A Circle in the Sand: Less than five meters in radius, St Andrews Beach House is an object in the landscape. A Euclidean form set amongst the rough terrain. The plan of the house is generated using the rational and precise geometry, as the circle extrudes into a tube. The internal spaces are generated by a tightly controlled plan adhering to the rules of form, guiding and arranging segments that divide the space, with a spiral staircase as its central core, providing light and air but also snug spaces. The house displays an innovative use of timber, with chunky details and exposed portal frames. This is not a slick beach house, but a relaxed and informal escape, designed with materials that will patina and weather, like an old coastal wharf.
All Front: The house has multiple outlooks. Without a dominant orientation there is no need for a front, back and sides, St Andrew Beach House is all front. The ground floor comprises of kitchen, living, and dining, with a bathroom and a laundry. An open deck area, within the tube, unites the spaces when the bi-fold doors are opened. Most Australians want a deck or veranda, instead of adding something to the outside, like that of the classic old Australian home, at St Andrews Beach House the deck has been eroded out of the form itself, creating a two-story space that’s both outside and inside.
Wherever I lay my head, that’s my bed: A central spiral staircase leads upstairs to the bathroom and bedroom zone. Unlike a traditional bedroom layout, the upstairs sleeping area is essentially one bunk room, separated by curtains. (space can also function as a second living or games room.) Rather than design, a series of sealed bedrooms, each with ensuite and walk-in-robe, the sleeping zone at St Andrews Beach House is informal, casual and relaxed, where floor space is the only limitation. And when that limitation is reached, guests are invited to pitch a tent on the soft sand outside and use the house as a central hub.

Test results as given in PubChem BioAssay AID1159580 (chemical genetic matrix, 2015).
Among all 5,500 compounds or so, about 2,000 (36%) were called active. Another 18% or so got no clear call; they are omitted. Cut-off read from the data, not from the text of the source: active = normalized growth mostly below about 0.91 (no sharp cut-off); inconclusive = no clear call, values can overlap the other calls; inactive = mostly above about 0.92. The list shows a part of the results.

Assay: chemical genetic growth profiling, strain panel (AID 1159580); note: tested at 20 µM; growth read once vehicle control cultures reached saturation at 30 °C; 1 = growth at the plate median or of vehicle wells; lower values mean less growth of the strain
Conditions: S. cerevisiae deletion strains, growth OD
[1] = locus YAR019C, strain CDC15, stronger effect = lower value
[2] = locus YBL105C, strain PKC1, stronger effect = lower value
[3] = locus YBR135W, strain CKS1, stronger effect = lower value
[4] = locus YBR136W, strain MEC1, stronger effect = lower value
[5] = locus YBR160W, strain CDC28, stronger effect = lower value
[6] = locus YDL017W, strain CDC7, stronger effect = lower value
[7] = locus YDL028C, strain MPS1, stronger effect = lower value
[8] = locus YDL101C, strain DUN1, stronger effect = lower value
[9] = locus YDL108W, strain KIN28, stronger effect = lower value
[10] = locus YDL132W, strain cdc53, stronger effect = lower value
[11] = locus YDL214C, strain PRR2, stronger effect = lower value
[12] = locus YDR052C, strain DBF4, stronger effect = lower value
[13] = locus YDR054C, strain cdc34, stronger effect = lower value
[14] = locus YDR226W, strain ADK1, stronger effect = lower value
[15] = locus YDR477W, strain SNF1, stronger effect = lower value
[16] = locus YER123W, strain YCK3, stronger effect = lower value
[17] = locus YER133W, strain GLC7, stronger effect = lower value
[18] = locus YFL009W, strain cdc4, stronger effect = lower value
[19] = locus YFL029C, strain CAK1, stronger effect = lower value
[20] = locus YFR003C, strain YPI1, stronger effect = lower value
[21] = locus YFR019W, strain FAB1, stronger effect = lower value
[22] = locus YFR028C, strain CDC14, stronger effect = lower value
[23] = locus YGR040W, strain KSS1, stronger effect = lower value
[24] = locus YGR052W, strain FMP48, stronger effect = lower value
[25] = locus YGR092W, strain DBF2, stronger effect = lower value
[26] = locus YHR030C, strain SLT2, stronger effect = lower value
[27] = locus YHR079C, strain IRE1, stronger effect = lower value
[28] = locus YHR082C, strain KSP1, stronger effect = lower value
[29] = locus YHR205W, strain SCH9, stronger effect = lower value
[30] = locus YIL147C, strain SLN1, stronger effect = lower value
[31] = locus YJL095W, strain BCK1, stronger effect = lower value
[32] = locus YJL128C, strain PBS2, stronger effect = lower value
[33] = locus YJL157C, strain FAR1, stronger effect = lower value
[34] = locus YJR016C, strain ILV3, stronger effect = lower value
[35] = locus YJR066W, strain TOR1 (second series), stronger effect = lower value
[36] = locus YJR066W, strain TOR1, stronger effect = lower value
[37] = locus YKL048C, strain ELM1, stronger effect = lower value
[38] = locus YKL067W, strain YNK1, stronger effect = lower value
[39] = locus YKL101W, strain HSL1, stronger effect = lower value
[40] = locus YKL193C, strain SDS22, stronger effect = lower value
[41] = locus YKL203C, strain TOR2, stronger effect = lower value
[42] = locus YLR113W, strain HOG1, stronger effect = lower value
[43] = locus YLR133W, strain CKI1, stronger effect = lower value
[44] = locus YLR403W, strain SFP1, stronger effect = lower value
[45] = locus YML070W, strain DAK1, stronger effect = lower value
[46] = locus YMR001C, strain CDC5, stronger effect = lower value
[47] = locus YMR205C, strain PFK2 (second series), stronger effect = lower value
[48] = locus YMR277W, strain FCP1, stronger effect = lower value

Atypical living: A single cylinder concrete water tank acts as a gateway marker to the beach house, from here onwards you leave cars, the road, your troubles and everything else behind. Though the building is precise, following the rigid geometry of a circle, staying here provides a complete escape from regular life. Not adhering to a typical layout allows you, if not forces you, to live differently. With a standard home arrangement (a long corridor, with rooms leading off etc.) everyone knows how to use the spaces, a circular home with strong open connections horizontally and diagonally throughout, serves to both engage and liberate.
Sustainability: St Andrews Beach House stands at less than five meters in radius, creating a very small footprint amongst the dunes. Like all of Austin Maynard Architects buildings, sustainability is at the core of this project. The materials used are robust and designed to weather. Passive solar principals are maximized by the design. All windows are double-glazed. Solar panels with micro-inverters cover the roof providing electric hydronic- no fossil fuels, no gas. A large cylinder concrete water tank collects rainwater, captured and reused to flush toilets and water the garden.
The block had been previously cleared and connected to the road for services. Construction was difficult as shifting sands required deep footings. Landscaping and retaining the existing fauna was especially important to minimize sandblasting caused by wind.